Liz Carter kindly sent me the manuscript of her new book. Catching Contentment which is due to be published on November 25th. I am very happy to recommend this thoughtful and timely book. I asked Liz what spurred her on to write it and this is her reply:
Why have you written a book about contentment?
We live in a world where pain is sometimes our closest companion, and we want to ask God where he is in it all. It might seem God has left us alone, kept distance from us, seems unwilling to answer the cries of our heart.
And we long to ask, ‘Why?’
Growing up with a chronic progressive lung condition, I often asked these questions of God. As often, though, I felt I shouldn’t express my distress, that instead I should be filled with joy at all times, in the best of health, healed and whole. But my reality didn’t match up to this ideal I’d somehow grasped hold of, this notion of Christian life as a delight-filled, rosy garden. My reality was of sometimes crushing, agonising pain, of words shrieked out to God, of disappointment and sadness. When I heard the word ‘contentment’ I thought that it only applied to people who had everything together in their lives, people who were mended. The broken people like me couldn’t possibly find contentment.
But when I read Paul’s words in Philippians 4, about finding the secret to being content in every situation, my thinking was turned upside down. Paul wasn’t talking about the kind of contentment which resulted from life being simple and perfect, but instead from the raw reality of living in a broken world, where suffering happens and we find courage for the journey in the presence of God.
I think that our culture is always pushing the idea of the pursuit of happiness at us. We see it in every ad, on every social media feed. We must fulfil that need inside us in any way we can. We must get that thing and then experience it, then we’ll be content. And there’s always something more around the corner to make us happier.
Church, too, can push a version of this at us. A version called wholeness. When we’re whole we’ll be content and better able to serve God. We can’t be content until we’ve reached wholeness, because Jesus said that, right? Until our sickness is healed or our depression lifted.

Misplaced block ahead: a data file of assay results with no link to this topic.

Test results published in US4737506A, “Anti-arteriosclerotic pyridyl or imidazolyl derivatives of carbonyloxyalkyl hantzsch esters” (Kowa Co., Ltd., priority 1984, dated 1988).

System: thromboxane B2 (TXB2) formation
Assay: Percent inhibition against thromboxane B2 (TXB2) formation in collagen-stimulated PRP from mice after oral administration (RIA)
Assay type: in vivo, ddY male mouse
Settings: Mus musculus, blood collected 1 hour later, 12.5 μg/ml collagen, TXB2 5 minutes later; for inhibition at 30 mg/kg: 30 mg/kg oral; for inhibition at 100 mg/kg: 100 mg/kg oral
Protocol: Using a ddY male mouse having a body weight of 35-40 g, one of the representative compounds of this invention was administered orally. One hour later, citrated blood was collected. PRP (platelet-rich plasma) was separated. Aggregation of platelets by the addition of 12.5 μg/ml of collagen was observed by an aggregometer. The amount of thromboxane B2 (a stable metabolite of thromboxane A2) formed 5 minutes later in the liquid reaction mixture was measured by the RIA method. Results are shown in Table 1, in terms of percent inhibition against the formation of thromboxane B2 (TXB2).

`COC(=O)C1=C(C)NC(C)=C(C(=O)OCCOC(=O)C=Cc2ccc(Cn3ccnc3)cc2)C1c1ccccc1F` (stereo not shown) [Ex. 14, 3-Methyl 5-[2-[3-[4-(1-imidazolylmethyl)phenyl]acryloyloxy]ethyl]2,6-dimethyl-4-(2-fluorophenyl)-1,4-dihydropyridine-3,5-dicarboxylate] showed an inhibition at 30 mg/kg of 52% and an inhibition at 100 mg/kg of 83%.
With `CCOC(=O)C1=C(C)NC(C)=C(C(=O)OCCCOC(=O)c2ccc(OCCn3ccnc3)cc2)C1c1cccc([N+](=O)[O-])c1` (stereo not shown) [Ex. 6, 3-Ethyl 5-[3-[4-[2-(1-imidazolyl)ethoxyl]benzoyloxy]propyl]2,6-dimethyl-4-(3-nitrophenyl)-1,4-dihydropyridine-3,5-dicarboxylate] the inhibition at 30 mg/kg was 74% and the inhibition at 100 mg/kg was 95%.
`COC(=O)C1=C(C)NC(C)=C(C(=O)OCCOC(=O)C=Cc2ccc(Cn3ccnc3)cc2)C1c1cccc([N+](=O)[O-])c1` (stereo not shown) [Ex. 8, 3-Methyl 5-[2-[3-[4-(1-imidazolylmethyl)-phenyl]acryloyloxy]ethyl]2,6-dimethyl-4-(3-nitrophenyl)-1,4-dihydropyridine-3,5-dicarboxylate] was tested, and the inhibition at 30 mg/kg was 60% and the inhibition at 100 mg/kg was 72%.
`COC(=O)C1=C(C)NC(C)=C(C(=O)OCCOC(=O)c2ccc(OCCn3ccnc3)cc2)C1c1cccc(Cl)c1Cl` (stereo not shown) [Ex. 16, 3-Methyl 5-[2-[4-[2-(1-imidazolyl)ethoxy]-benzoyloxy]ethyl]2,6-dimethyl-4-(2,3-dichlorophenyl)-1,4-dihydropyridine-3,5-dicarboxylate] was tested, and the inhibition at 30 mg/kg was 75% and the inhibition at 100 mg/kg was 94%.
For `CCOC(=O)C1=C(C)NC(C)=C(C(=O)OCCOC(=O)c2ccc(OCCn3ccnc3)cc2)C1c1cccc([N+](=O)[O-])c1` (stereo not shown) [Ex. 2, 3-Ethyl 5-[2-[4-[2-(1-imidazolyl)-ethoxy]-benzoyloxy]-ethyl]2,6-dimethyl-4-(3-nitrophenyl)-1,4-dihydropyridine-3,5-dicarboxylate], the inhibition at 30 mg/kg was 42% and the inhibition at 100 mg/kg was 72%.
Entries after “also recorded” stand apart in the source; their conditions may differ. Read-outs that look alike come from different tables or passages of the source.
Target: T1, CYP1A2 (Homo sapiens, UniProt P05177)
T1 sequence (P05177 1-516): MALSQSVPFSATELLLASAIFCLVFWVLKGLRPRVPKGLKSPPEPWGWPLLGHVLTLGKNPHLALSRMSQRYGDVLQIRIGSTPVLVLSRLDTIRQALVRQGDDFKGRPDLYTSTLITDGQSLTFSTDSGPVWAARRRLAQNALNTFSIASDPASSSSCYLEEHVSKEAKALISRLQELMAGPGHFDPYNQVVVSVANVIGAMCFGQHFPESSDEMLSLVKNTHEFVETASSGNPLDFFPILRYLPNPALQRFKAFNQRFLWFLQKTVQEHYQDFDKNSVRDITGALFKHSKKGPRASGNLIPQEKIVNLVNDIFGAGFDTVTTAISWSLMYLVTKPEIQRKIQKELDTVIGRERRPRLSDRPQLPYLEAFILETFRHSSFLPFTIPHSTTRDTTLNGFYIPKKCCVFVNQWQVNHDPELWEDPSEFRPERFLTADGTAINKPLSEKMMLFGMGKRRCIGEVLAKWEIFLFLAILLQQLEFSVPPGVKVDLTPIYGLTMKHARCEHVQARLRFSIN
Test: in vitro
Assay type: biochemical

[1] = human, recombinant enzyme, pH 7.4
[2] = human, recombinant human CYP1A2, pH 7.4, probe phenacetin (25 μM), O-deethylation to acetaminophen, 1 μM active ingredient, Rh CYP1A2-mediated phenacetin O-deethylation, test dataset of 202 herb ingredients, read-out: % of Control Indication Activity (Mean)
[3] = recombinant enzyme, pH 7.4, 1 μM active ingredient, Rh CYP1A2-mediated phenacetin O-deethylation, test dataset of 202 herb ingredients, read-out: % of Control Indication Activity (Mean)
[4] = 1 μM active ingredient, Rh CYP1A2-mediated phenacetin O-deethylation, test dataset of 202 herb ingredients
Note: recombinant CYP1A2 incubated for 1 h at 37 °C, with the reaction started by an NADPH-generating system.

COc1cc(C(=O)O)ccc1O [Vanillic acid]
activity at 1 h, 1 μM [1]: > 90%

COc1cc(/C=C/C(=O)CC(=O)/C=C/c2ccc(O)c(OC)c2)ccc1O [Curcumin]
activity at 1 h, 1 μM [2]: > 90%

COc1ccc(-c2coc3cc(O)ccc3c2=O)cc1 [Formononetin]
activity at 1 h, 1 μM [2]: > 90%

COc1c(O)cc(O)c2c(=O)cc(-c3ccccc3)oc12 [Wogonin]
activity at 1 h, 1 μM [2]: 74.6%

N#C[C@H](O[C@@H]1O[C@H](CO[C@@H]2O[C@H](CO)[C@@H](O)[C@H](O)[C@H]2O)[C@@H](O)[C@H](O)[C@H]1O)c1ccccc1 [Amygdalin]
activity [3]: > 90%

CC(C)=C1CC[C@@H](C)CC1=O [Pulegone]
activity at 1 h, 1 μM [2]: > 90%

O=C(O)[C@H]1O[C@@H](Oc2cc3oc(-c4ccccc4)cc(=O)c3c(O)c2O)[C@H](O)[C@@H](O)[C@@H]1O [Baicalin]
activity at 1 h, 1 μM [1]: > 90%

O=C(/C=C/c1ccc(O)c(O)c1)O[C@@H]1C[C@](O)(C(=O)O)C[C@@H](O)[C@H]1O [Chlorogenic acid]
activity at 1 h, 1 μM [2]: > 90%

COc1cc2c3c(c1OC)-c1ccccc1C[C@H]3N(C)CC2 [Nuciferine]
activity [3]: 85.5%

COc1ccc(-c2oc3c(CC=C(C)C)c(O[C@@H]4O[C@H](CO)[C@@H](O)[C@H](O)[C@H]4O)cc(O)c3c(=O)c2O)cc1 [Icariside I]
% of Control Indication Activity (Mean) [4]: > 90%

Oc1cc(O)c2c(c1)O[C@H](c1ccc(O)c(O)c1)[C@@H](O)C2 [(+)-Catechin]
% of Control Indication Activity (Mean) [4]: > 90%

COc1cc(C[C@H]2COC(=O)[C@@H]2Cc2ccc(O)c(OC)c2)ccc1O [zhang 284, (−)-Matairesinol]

These two versions feed into something common to all of us: the need for something to soothe the deepest parts of us, to fill the gaping void. We are always searching for the thing.
But I think Paul was suggesting a third way. As I dug into Scripture to explore contentment, I found that it wasn’t to do with how I was feeling at any given moment, but that it was something God longs for us to reach out our hands for. I discovered a contentment which burrowed into the depths of my lived pain and gathered it up, a peace which was far beyond my comprehension. And I found that it was in the act of looking away from myself and towards Jesus that I ran headlong into this startling contentment, a ‘holy’ satisfaction. It doesn’t look like the cat who got the cream, or lounging on a beach in sunshine; it sometimes looks like brokenness, instead. It delves into a God who loves so passionately that he is willing to get into our depths with us and for us.
Who might benefit from the book?
My prayer is that the book will speak to many who are living with uncertainty, disappointment, waiting and pain in body, mind or spirit. That it will speak into lives that have been broken in any way at all, and to people who are supporting those who suffer.
‘Take a deep breath
And walk into the journey
Place my shaky hand in yours
Drag my tired feet forwards
Into the wild depths of you.’